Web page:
7 Ways to Cut the Sugar From Your Diet

08/24/2013

Fruit loops photoWe’ve talked a lot this week at Discovery about the toxicity of sugar. Research has shown that too much sugar causes heart disease, cancer, PMS, nervous disorders, diabetes, and it even makes you smell.

For me, the wake up call came when I watched Dr. Robert Lustig in his speech, Sugar the Bitter Truth. According to Lustig, the easiest way to prevent disease is to avoid sugar. 

How much sugar are you eating on a daily basis? Here's how to cut way back: 

1. Take a closer at breakfast.

Breakfast can mean sugary cereals, processed oatmeals with tons of added sugars, and granola bars that have so much sugar that they may as well be called candy bars. Instead, it’s best to make your own oats with coconut milk, nuts, fruit, and a little bit of added honey. This way you can control the amount of sugar you add. 

2. Read your yogurt labels.

We think of yogurt as a health food but if you read the nutritional labels, most yogurt can have as much as 35-40 grams of added sugar. That’s downright disgusting. Buy plain yogurt and add honey for a touch of sweetness. 

Condiments photo3. Be vigilant about condiments.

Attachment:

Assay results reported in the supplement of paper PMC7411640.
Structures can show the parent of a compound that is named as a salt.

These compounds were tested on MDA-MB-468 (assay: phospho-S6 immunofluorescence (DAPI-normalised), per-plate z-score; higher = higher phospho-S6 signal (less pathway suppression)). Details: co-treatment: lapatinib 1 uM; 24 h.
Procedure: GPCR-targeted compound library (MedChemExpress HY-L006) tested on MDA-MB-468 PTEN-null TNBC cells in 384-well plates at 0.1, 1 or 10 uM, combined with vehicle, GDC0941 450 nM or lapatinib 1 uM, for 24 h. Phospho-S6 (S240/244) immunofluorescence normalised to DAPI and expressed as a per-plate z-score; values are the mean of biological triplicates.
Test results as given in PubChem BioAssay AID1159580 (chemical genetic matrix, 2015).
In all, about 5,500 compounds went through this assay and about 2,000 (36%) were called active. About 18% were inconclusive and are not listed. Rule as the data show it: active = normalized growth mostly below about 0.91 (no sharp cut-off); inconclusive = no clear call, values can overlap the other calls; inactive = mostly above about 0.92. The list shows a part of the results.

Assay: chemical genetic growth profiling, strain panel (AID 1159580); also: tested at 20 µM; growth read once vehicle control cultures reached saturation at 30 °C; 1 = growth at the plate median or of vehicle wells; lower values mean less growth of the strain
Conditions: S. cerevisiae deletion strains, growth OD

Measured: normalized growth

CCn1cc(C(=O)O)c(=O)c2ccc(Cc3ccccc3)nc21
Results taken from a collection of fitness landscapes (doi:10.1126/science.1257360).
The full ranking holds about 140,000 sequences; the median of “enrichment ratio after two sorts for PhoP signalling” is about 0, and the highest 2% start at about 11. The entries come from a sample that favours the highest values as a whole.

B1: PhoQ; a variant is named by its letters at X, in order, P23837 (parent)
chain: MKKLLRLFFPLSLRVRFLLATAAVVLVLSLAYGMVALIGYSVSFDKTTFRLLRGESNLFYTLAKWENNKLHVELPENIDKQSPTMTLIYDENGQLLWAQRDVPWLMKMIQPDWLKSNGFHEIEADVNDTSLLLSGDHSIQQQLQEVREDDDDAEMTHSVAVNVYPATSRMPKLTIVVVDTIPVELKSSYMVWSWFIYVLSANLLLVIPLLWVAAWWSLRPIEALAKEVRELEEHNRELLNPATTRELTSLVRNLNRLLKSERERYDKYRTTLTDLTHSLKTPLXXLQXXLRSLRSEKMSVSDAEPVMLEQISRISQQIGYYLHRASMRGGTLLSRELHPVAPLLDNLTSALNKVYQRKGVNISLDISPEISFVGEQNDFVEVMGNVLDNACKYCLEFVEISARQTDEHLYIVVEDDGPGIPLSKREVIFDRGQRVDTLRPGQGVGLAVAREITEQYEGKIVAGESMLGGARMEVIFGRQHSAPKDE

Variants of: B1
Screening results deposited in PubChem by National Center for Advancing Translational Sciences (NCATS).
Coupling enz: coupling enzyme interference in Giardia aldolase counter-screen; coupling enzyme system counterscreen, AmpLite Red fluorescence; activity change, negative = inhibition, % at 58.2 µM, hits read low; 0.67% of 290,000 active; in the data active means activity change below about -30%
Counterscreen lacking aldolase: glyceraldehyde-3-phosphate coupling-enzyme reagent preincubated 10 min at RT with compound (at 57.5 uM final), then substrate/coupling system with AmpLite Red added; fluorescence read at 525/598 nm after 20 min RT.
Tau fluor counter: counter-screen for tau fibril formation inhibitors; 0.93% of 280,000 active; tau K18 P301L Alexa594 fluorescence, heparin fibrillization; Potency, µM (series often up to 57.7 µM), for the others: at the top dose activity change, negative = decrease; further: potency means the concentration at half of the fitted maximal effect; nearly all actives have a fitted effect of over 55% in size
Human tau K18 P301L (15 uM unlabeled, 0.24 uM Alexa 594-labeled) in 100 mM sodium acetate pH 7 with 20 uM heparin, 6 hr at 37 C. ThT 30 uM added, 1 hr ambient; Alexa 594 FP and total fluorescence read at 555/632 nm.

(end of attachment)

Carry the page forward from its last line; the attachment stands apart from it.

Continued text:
Condiments like ketchup, barbecue sauce, and mayonnaise often have sugar or worse, high fructose corn syrup as their first ingredient. Don’t douse your food in condiments because in the end, you’re adding more sugar to your diet than you need.

4. Freeze fruit for dessert.

Instead of keeping sweets laying around the house, freeze fruit instead. It’s a tasty addition to any meal. I especially love frozen grapes. Make sugary desserts a special treat. Once in while going out to get ice cream is one thing but having it sitting around the house is quite another. 

5. Drink water and seltzer.

Beverages are over rated. It’s best to stick to water and the occasional seltzer water rather than soda, juice, and sports drinks. Sugar sweetened beverages are the most direct source of sugar and added calories in the standard American diet.

6. Eat a well rounded meal.

Eating a well rounded meal means you're less likely to crave dessert. Stick to a plant-based, whole foods diet loaded with fruits, vegetables, whole grains, nuts, seeds, and healthy protein sources. 

7. Challenge yourself to go sugar-free.

When your sugar cravings are in full effect, sometimes it pays to quell them by cutting out sugar for a period of time. Cut out all sugars for 1 to 2 weeks to slow your cravings. Sugar is so rarely a part of my diet, that today when I eat it, it almost seems too sweet. 

Credit Both: Istockphoto/Thinkstock

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Read More: How Sugar Works in the Body To Cause Both Heart Disease and Cancer Growth


Sara Novak writes about health and wellness for Discovery Health. Her work is also regularly featured in Breathe Magazine and on SereneKitchen.com. She has written extensively on food policy, food politics, and food safety.


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